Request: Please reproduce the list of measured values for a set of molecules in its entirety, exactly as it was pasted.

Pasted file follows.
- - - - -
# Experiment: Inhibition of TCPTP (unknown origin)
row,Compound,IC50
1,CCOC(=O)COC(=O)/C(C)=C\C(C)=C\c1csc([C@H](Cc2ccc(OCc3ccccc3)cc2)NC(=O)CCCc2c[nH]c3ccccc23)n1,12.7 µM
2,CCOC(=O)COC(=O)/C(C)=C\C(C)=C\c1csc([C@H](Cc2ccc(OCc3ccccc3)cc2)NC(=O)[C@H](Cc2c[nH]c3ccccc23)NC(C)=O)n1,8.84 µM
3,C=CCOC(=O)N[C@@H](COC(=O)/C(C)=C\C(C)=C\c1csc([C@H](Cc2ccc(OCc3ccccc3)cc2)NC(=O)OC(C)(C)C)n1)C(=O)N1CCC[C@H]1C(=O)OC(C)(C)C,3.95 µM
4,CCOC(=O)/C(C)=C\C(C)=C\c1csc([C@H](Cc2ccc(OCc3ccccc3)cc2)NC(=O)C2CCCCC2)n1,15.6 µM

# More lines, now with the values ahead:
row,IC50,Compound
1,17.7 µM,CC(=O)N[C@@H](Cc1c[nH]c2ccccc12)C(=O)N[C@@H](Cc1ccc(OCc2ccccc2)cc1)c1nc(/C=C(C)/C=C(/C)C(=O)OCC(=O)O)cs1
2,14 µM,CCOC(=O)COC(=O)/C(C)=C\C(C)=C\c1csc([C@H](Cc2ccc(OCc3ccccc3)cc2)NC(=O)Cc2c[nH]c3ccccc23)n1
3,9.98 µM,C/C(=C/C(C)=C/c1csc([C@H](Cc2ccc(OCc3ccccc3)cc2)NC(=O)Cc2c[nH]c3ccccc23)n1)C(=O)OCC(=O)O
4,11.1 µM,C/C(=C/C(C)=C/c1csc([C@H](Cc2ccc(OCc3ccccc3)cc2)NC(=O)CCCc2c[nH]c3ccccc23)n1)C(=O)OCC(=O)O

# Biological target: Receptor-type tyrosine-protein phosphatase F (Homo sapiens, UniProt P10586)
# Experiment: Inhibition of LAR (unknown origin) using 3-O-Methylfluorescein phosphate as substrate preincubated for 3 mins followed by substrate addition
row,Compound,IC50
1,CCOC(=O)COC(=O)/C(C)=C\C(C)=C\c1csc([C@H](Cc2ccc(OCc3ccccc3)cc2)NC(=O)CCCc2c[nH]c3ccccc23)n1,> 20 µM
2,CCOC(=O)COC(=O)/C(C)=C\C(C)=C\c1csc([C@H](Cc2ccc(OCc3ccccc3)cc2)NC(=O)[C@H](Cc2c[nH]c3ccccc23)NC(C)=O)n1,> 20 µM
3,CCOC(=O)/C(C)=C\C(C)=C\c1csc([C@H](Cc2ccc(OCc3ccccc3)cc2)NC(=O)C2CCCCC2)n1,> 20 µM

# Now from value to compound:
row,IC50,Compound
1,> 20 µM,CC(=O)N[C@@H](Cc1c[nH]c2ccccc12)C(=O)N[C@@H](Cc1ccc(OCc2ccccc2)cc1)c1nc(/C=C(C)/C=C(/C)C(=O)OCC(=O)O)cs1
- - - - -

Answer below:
# Experiment: Inhibition of TCPTP (unknown origin)
row,Compound,IC50
1,CCOC(=O)COC(=O)/C(C)=C\C(C)=C\c1csc([C@H](Cc2ccc(OCc3ccccc3)cc2)NC(=O)CCCc2c[nH]c3ccccc23)n1,12.7 µM
2,CCOC(=O)COC(=O)/C(C)=C\C(C)=C\c1csc([C@H](Cc2ccc(OCc3ccccc3)cc2)NC(=O)[C@H](Cc2c[nH]c3ccccc23)NC(C)=O)n1,8.84 µM
3,C=CCOC(=O)N[C@@H](COC(=O)/C(C)=C\C(C)=C\c1csc([C@H](Cc2ccc(OCc3ccccc3)cc2)NC(=O)OC(C)(C)C)n1)C(=O)N1CCC[C@H]1C(=O)OC(C)(C)C,3.95 µM
4,CCOC(=O)/C(C)=C\C(C)=C\c1csc([C@H](Cc2ccc(OCc3ccccc3)cc2)NC(=O)C2CCCCC2)n1,15.6 µM

# More lines, now with the values ahead:
row,IC50,Compound
1,17.7 µM,CC(=O)N[C@@H](Cc1c[nH]c2ccccc12)C(=O)N[C@@H](Cc1ccc(OCc2ccccc2)cc1)c1nc(/C=C(C)/C=C(/C)C(=O)OCC(=O)O)cs1
2,14 µM,CCOC(=O)COC(=O)/C(C)=C\C(C)=C\c1csc([C@H](Cc2ccc(OCc3ccccc3)cc2)NC(=O)Cc2c[nH]c3ccccc23)n1
3,9.98 µM,C/C(=C/C(C)=C/c1csc([C@H](Cc2ccc(OCc3ccccc3)cc2)NC(=O)Cc2c[nH]c3ccccc23)n1)C(=O)OCC(=O)O
4,11.1 µM,C/C(=C/C(C)=C/c1csc([C@H](Cc2ccc(OCc3ccccc3)cc2)NC(=O)CCCc2c[nH]c3ccccc23)n1)C(=O)OCC(=O)O

# Biological target: Receptor-type tyrosine-protein phosphatase F (Homo sapiens, UniProt P10586)
# Experiment: Inhibition of LAR (unknown origin) using 3-O-Methylfluorescein phosphate as substrate preincubated for 3 mins followed by substrate addition
row,Compound,IC50
1,CCOC(=O)COC(=O)/C(C)=C\C(C)=C\c1csc([C@H](Cc2ccc(OCc3ccccc3)cc2)NC(=O)CCCc2c[nH]c3ccccc23)n1,> 20 µM
2,CCOC(=O)COC(=O)/C(C)=C\C(C)=C\c1csc([C@H](Cc2ccc(OCc3ccccc3)cc2)NC(=O)[C@H](Cc2c[nH]c3ccccc23)NC(C)=O)n1,> 20 µM
3,CCOC(=O)/C(C)=C\C(C)=C\c1csc([C@H](Cc2ccc(OCc3ccccc3)cc2)NC(=O)C2CCCCC2)n1,> 20 µM

# Now from value to compound:
row,IC50,Compound
1,> 20 µM,CC(=O)N[C@@H](Cc1c[nH]c2ccccc12)C(=O)N[C@@H](Cc1ccc(OCc2ccccc2)cc1)c1nc(/C=C(C)/C=C(/C)C(=O)OCC(=O)O)cs1